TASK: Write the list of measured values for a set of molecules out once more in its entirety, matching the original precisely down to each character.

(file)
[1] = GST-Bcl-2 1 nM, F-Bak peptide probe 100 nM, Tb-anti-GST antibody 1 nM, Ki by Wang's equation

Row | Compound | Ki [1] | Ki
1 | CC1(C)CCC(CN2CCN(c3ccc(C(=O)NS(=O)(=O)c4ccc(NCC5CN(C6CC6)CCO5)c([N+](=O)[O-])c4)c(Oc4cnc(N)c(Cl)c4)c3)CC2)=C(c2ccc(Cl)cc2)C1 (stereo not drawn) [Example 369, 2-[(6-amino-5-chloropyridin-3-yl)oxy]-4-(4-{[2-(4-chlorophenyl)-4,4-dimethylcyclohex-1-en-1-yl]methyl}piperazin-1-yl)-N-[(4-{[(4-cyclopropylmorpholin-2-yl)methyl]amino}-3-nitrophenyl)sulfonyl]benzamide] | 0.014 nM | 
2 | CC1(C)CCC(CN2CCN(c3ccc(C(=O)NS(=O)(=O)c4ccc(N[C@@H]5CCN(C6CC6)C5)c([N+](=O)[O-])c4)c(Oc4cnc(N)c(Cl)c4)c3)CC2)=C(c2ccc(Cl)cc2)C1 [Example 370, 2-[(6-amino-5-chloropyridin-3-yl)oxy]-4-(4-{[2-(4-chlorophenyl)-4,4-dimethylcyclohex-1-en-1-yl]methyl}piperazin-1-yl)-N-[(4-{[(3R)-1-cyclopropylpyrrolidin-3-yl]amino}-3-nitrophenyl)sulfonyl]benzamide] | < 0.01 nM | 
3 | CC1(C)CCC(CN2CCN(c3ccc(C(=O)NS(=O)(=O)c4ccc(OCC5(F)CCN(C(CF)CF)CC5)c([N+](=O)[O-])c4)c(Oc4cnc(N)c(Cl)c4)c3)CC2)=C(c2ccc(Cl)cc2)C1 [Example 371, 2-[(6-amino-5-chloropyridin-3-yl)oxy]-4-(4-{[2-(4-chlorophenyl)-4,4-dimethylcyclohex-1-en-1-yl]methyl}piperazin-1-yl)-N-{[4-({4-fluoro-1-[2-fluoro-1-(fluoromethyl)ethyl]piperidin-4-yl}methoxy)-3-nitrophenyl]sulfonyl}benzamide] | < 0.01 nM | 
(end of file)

[1] = GST-Bcl-2 1 nM, F-Bak peptide probe 100 nM, Tb-anti-GST antibody 1 nM, Ki by Wang's equation

Row | Compound | Ki [1] | Ki
1 | CC1(C)CCC(CN2CCN(c3ccc(C(=O)NS(=O)(=O)c4ccc(NCC5CN(C6CC6)CCO5)c([N+](=O)[O-])c4)c(Oc4cnc(N)c(Cl)c4)c3)CC2)=C(c2ccc(Cl)cc2)C1 (stereo not drawn) [Example 369, 2-[(6-amino-5-chloropyridin-3-yl)oxy]-4-(4-{[2-(4-chlorophenyl)-4,4-dimethylcyclohex-1-en-1-yl]methyl}piperazin-1-yl)-N-[(4-{[(4-cyclopropylmorpholin-2-yl)methyl]amino}-3-nitrophenyl)sulfonyl]benzamide] | 0.014 nM | 
2 | CC1(C)CCC(CN2CCN(c3ccc(C(=O)NS(=O)(=O)c4ccc(N[C@@H]5CCN(C6CC6)C5)c([N+](=O)[O-])c4)c(Oc4cnc(N)c(Cl)c4)c3)CC2)=C(c2ccc(Cl)cc2)C1 [Example 370, 2-[(6-amino-5-chloropyridin-3-yl)oxy]-4-(4-{[2-(4-chlorophenyl)-4,4-dimethylcyclohex-1-en-1-yl]methyl}piperazin-1-yl)-N-[(4-{[(3R)-1-cyclopropylpyrrolidin-3-yl]amino}-3-nitrophenyl)sulfonyl]benzamide] | < 0.01 nM | 
3 | CC1(C)CCC(CN2CCN(c3ccc(C(=O)NS(=O)(=O)c4ccc(OCC5(F)CCN(C(CF)CF)CC5)c([N+](=O)[O-])c4)c(Oc4cnc(N)c(Cl)c4)c3)CC2)=C(c2ccc(Cl)cc2)C1 [Example 371, 2-[(6-amino-5-chloropyridin-3-yl)oxy]-4-(4-{[2-(4-chlorophenyl)-4,4-dimethylcyclohex-1-en-1-yl]methyl}piperazin-1-yl)-N-{[4-({4-fluoro-1-[2-fluoro-1-(fluoromethyl)ethyl]piperidin-4-yl}methoxy)-3-nitrophenyl]sulfonyl}benzamide] | < 0.01 nM | 